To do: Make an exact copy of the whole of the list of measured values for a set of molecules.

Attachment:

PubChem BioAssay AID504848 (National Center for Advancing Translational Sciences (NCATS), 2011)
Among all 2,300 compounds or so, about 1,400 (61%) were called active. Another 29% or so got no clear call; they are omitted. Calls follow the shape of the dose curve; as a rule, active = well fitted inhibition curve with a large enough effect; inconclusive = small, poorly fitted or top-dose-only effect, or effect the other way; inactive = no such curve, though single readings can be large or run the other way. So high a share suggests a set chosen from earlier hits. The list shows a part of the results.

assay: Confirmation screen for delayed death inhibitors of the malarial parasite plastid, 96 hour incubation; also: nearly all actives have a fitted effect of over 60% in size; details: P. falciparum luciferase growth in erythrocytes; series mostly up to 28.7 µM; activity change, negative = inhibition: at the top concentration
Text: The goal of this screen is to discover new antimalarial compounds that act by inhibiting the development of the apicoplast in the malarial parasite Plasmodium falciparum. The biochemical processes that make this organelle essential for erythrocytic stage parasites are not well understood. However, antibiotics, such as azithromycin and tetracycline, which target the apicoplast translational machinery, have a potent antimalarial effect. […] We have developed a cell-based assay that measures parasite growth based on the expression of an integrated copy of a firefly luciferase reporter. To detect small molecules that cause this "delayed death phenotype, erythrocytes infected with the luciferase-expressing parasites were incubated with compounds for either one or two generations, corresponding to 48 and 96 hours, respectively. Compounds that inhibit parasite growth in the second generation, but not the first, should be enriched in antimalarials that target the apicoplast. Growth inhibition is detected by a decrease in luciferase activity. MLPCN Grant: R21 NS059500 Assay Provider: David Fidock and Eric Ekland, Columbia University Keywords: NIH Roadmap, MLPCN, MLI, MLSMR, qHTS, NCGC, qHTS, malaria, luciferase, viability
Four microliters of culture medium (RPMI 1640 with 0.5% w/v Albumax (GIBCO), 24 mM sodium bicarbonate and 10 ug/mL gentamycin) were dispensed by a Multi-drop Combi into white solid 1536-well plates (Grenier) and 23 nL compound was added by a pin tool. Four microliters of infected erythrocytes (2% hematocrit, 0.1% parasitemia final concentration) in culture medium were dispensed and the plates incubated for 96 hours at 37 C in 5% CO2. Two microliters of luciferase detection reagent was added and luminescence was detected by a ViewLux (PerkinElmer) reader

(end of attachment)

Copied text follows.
PubChem BioAssay AID504848 (National Center for Advancing Translational Sciences (NCATS), 2011)
Among all 2,300 compounds or so, about 1,400 (61%) were called active. Another 29% or so got no clear call; they are omitted. Calls follow the shape of the dose curve; as a rule, active = well fitted inhibition curve with a large enough effect; inconclusive = small, poorly fitted or top-dose-only effect, or effect the other way; inactive = no such curve, though single readings can be large or run the other way. So high a share suggests a set chosen from earlier hits. The list shows a part of the results.

assay: Confirmation screen for delayed death inhibitors of the malarial parasite plastid, 96 hour incubation; also: nearly all actives have a fitted effect of over 60% in size; details: P. falciparum luciferase growth in erythrocytes; series mostly up to 28.7 µM; activity change, negative = inhibition: at the top concentration
Text: The goal of this screen is to discover new antimalarial compounds that act by inhibiting the development of the apicoplast in the malarial parasite Plasmodium falciparum. The biochemical processes that make this organelle essential for erythrocytic stage parasites are not well understood. However, antibiotics, such as azithromycin and tetracycline, which target the apicoplast translational machinery, have a potent antimalarial effect. […] We have developed a cell-based assay that measures parasite growth based on the expression of an integrated copy of a firefly luciferase reporter. To detect small molecules that cause this "delayed death phenotype, erythrocytes infected with the luciferase-expressing parasites were incubated with compounds for either one or two generations, corresponding to 48 and 96 hours, respectively. Compounds that inhibit parasite growth in the second generation, but not the first, should be enriched in antimalarials that target the apicoplast. Growth inhibition is detected by a decrease in luciferase activity. MLPCN Grant: R21 NS059500 Assay Provider: David Fidock and Eric Ekland, Columbia University Keywords: NIH Roadmap, MLPCN, MLI, MLSMR, qHTS, NCGC, qHTS, malaria, luciferase, viability
Four microliters of culture medium (RPMI 1640 with 0.5% w/v Albumax (GIBCO), 24 mM sodium bicarbonate and 10 ug/mL gentamycin) were dispensed by a Multi-drop Combi into white solid 1536-well plates (Grenier) and 23 nL compound was added by a pin tool. Four microliters of infected erythrocytes (2% hematocrit, 0.1% parasitemia final concentration) in culture medium were dispensed and the plates incubated for 96 hours at 37 C in 5% CO2. Two microliters of luciferase detection reagent was added and luminescence was detected by a ViewLux (PerkinElmer) reader